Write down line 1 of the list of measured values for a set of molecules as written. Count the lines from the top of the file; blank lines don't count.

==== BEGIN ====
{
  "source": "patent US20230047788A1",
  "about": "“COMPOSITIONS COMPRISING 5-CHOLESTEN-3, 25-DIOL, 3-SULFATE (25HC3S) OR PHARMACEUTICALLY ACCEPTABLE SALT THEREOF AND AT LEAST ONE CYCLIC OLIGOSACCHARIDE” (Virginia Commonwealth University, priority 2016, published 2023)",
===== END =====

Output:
{